At least six universities are planning to defy government guidelines and levy the extra "administration charges" to cover the cost of running the fees scheme.
Undergraduates will have to pay up to pounds 1,000 a year towards the cost of their education for the first time from October.
Most universities are allowing students to pay the fee in two, three or more instalments. But it emerged yesterday that six institutions - Stirling, Liverpool, Aston in Birmingham, Kent, Manchester and Glasgow - are planning to charge for the privilege.
The National Union of Students attacked the plans, saying they would hit the poorest students. The union appealed to all universities to allow students to pay the fees by instalments.
NUS president Andrew Parkes said: "We are recommending that all fees should be payable by a minimum of three instalments and there should be no administration fee. Institutions should also publish very clear regulations governing the collection of fees."
A spokesman for the Department for Education and Employment said administration fees were "strongly discouraged", arguing that central government grants to universities should cover the pounds 8m estimated cost of administering the scheme.
DFEE guidance sent out to universities last month made it clear that the department "does not see a case for institutions charging administration fees to students who pay by instalments". The Teaching and Higher Education Act, which introduced the fees, effectively bans universities from making "top-up" tuition charges, but leaves institutions to decide how and when to charge the fees, and what sanctions to impose on those who fail to pay up. A DFEE spokesman said: "We strongly discourage institutions from charging administration fees. Grants that universities receive include an amount to compensate for payment by instalments. There should be no need for any extra fee."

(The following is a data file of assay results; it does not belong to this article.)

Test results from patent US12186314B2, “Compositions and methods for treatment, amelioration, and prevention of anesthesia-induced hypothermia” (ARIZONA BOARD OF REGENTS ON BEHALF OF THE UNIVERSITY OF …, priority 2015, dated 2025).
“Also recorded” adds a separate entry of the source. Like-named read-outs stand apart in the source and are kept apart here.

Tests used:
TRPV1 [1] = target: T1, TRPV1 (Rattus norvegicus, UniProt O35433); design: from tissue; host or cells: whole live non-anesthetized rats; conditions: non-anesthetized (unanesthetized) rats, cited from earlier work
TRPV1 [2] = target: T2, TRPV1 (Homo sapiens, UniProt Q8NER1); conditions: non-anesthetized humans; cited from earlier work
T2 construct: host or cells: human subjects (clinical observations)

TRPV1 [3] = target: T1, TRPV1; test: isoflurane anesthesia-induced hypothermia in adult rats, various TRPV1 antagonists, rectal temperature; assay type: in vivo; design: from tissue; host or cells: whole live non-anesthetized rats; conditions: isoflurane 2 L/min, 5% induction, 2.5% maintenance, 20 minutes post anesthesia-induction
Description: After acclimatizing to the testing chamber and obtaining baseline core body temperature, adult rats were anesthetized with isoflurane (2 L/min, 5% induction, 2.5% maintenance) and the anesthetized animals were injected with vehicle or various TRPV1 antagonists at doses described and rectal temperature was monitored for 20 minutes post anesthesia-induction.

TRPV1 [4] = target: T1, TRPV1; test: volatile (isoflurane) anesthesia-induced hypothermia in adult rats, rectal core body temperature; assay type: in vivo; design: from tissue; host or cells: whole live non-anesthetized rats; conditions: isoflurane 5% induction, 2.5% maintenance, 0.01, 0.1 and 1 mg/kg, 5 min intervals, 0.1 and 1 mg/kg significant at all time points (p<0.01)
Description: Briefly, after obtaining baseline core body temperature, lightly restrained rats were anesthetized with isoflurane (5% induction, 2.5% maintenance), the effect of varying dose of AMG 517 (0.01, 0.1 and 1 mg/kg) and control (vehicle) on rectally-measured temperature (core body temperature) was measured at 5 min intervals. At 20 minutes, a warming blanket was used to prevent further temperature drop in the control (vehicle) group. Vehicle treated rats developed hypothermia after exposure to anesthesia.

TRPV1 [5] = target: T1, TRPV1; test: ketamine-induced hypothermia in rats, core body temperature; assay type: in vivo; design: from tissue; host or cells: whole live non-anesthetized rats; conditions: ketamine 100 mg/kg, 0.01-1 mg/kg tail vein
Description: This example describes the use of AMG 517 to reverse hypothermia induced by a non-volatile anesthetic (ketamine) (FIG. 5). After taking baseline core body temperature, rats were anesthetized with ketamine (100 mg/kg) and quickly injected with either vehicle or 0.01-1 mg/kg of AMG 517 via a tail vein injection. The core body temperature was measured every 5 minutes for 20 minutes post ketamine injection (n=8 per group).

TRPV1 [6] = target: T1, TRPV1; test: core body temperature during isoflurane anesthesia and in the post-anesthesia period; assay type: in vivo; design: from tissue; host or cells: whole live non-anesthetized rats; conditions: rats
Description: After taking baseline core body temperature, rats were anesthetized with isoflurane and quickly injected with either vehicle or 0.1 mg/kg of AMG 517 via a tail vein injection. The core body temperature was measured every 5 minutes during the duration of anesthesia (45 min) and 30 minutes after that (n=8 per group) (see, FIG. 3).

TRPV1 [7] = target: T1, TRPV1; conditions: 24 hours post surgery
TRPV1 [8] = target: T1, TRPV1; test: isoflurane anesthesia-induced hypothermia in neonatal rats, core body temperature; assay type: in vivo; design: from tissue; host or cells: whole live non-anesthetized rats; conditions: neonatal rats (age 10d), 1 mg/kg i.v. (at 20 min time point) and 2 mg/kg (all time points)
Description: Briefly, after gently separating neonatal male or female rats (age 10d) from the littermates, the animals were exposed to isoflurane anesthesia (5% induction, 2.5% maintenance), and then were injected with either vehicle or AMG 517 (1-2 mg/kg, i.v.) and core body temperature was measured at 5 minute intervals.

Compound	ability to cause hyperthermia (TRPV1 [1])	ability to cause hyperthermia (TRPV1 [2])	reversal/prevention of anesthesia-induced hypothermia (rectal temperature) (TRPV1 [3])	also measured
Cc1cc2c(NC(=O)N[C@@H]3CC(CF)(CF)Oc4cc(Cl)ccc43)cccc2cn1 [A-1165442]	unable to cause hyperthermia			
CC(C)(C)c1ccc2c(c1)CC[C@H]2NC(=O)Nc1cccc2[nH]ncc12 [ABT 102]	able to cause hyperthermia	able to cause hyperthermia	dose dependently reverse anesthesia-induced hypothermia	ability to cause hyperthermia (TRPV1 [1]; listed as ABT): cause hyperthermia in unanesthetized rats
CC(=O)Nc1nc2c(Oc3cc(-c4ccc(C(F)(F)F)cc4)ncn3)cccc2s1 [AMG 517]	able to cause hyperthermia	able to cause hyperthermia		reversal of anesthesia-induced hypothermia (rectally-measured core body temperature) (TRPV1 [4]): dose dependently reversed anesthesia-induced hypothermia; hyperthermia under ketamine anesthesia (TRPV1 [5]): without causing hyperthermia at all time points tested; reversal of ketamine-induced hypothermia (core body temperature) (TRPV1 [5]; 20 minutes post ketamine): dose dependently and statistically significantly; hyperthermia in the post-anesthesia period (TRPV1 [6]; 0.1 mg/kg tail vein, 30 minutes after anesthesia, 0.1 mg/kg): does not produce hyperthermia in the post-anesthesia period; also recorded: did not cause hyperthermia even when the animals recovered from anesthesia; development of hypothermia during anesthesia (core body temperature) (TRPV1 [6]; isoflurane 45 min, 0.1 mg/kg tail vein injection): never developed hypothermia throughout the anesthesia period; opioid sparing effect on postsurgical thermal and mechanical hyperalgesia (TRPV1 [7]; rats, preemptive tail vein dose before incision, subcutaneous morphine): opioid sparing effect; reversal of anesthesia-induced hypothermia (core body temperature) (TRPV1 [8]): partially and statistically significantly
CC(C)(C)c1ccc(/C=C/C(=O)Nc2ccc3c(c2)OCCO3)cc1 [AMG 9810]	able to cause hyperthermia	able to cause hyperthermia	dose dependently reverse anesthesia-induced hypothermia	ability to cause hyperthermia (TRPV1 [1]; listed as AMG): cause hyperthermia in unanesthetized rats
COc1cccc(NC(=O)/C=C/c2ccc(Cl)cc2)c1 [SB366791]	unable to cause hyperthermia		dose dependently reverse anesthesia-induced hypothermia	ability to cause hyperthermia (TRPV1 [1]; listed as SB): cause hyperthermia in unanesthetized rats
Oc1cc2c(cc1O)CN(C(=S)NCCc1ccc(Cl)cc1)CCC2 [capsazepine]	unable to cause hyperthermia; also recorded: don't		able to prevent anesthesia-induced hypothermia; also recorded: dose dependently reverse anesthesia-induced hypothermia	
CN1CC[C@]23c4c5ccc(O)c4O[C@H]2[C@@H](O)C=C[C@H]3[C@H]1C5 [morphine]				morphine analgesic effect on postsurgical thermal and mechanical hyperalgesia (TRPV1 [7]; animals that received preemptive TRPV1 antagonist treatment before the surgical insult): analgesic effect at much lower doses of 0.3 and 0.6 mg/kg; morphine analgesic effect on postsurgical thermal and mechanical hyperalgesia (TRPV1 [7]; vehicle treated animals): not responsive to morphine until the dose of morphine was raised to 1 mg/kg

But Stirling University finance director John Gordon said the university had been forced to take on two more staff to administer the collection of fees. "It is nonsense for the Government to say that its grants to universities cover these costs," he said.
Universities making no charge include Newcastle, Leeds, Leicester and the London School of Economics. Kevin Gleeson, fees manager at Leeds University, said the university had budgeted pounds 250,000 to set up its collection office, but insisted there would be no charge for paying the fees in instalments.
He said: "We have decided to be fairly easygoing to students in the first year."
A spokesman for the Committee of Vice-Chancellors and Principals, which represents universities, said: "Universities are offering a number of ways of paying tuition fees. Some are offering discounts for early full payment, others are charging students for paying by instalments.
"The additional burden of collecting money by instalments may cost more than the Government allowance of five per cent."
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